Last year a young college student jumped off the 9th story of a Philadelphia parking garage. On the surface she was seemingly happy and successful. On the inside she was mentally struggling from depression. There were no red flags and it shocked the entire community. She was a successful freshman at Penn and the one of the last people you would be expect to see on the national news for committing suicide.
Full article here:
This is an article I can relate to a lot. It’s not something I have openly talked about and honestly it was difficult for me to share nearly 4 years later. I hesitated to press publish but hopefully it can help someone who was in my shoes before it’s too late. Four years later I can truly see how seeking help allowed me to grow and allowed me to get back to enjoying life.
During college there were two points I struggled with mental anguish, anxiety and partial depression. The first was the transition from freshman to sophomore year of college. I was never homesick until going into sophomore year. I spent the first two weeks of sophomore year miserable and debating if I wanted to leave college almost every single day. After seeking outside help (and talking with someone), I ended up having a one of the best years of college. My college health center was really good at getting me exactly what I needed to be successful as a person and a student.The second time I struggled was the summer before senior year (nearly 4 years ago now). Coincidentally, I was also blogging at that time. I was struggling with three aspects in my life: my college majors (math and education), my long term relationship as well as the sport I had grown up with (swimming).
After getting into the classroom junior year and beginning my prestudent teaching, I realized I didn’t enjoy teaching anymore. I couldn’t see myself in the education field. I felt like I had wasted three years of my life. I was successfully completing the major on track but mentally I felt so worn out and I was miserable. I didn’t want to quit and feel like a failure but I was repetitively doing something I didn’t enjoy. I had taken a huge interest in my minor at the time (community health). I had invested so much time into my major, however, that I could not bring myself to leave. In my mind, leaving meant I was a failure.Swimming left me mentally exhausted. I had competitively swum for as long as I could remember. My coach, the team and everyone was great but honestly I had grown out of swimming. Going to each 2 hour practice seemed like a chore. I no longer enjoyed it and it mentally exhausted me.
The relationship I had been in most of college was crumbling. We had grown apart and every talk led to a fight. Courses made me miserable and practice exhausted me…when I found myself in an exhausting relationship I knew it was time for a change.
Finals came and went for junior year and I passed all of my courses. I headed back down to Virginia for the summer. My parents immediately knew something was not well. I was pale, exhausted and I was miserable to be around. As with the female in the article, my parents recommended talking with someone (a therapist). They recommended talking to someone who would listen and allow me to think clearly. I was thinking through a foggy lens. My vision was blurred of what I believed others thought would make me happy versus what I knew would make me happy.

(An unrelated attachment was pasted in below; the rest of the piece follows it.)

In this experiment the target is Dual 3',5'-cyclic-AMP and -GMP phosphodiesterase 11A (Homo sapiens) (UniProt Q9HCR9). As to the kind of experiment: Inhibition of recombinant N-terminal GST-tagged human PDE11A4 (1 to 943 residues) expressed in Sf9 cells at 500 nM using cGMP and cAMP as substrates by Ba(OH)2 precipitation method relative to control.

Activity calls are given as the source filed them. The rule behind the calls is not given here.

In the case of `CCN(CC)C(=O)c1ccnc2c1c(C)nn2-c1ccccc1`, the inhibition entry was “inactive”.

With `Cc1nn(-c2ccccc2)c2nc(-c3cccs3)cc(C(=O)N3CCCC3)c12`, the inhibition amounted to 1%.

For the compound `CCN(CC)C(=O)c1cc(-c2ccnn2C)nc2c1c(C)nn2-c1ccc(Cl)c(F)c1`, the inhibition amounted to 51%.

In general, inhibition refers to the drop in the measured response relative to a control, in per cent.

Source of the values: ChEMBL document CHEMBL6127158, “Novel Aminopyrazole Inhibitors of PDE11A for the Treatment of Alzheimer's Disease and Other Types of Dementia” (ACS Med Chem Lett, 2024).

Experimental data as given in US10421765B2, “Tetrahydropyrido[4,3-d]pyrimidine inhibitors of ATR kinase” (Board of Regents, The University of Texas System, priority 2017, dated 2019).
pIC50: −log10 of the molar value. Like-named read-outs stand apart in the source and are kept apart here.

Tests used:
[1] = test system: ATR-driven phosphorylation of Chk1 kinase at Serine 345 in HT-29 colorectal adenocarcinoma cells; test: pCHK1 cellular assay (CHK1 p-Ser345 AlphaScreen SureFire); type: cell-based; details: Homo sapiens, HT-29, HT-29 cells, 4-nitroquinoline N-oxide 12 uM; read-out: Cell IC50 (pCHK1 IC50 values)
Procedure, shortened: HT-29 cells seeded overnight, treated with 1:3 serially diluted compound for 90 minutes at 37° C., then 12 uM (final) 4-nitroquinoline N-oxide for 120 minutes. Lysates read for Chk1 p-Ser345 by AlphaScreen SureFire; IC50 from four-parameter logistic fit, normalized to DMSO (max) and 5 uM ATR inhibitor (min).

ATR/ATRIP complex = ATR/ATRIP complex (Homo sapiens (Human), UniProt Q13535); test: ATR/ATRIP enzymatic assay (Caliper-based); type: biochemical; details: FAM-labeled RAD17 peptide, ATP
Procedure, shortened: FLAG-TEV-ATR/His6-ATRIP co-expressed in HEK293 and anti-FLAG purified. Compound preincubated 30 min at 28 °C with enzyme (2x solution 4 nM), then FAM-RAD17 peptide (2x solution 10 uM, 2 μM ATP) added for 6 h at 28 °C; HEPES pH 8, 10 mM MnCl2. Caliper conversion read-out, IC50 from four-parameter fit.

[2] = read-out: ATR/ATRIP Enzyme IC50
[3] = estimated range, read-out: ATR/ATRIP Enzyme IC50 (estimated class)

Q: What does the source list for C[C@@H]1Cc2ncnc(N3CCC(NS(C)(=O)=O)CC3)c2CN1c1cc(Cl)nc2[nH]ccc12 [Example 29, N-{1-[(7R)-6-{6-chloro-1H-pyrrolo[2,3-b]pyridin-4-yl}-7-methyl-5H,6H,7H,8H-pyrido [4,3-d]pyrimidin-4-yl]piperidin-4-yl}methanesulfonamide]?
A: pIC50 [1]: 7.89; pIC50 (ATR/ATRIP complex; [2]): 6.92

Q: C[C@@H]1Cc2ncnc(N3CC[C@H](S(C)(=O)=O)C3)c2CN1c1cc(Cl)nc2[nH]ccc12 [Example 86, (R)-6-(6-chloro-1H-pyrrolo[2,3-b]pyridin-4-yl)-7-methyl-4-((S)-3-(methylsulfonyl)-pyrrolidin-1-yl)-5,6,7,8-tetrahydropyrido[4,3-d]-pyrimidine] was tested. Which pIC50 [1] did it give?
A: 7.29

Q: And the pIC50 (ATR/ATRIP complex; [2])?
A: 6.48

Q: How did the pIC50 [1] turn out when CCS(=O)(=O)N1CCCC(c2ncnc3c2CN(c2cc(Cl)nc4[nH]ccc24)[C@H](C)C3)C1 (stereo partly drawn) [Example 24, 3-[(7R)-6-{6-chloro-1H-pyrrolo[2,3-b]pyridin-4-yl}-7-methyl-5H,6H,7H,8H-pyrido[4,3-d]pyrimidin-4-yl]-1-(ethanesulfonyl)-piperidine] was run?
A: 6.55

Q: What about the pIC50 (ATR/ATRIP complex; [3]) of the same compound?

The summer came and went. I went back up to school for my final year of college. I had learned more about myself during that summer than any other year of my life.I continued talking with a therapist. She gave me the advice I desperately needed of “do what makes you happy”. So to make a very long story short, I did three things. I made the changes we believed would make me the happiest. I won’t sugar coat it and was the hardest two weeks of my life. I was beyond scared to leave everything I knew.
- I changed my major senior year from math and education to community health.
- I left swim team
- I ended a relationship that had already crumbled
Without the advice and help from others I don’t know where I would be right now. Without several people including family and friends I wouldn’t have made any change. I would have grinded gears that weren’t grinding.
I know I wouldn’t be nearly as happy or successful. I know I wouldn’t be enjoying life as much as I am and wouldn’t be as happy.
After finding what made me happy, senior year was so good to me in so many different ways…
Often times we are too involved in our own life to see what is right in front of us. Our view and perception of ourselves is blinded. We do need the help of others whether we think so or not. If I had had not had several people reach out to me, honestly I couldn’t imagine where I would be right now. It’s important if you see friends, family or anyone struggling to reach out to them. You never know what a small positive comment, sign of concern or piece of advice can do for someone. For some it might save a life and for others it might alter their path to another direction.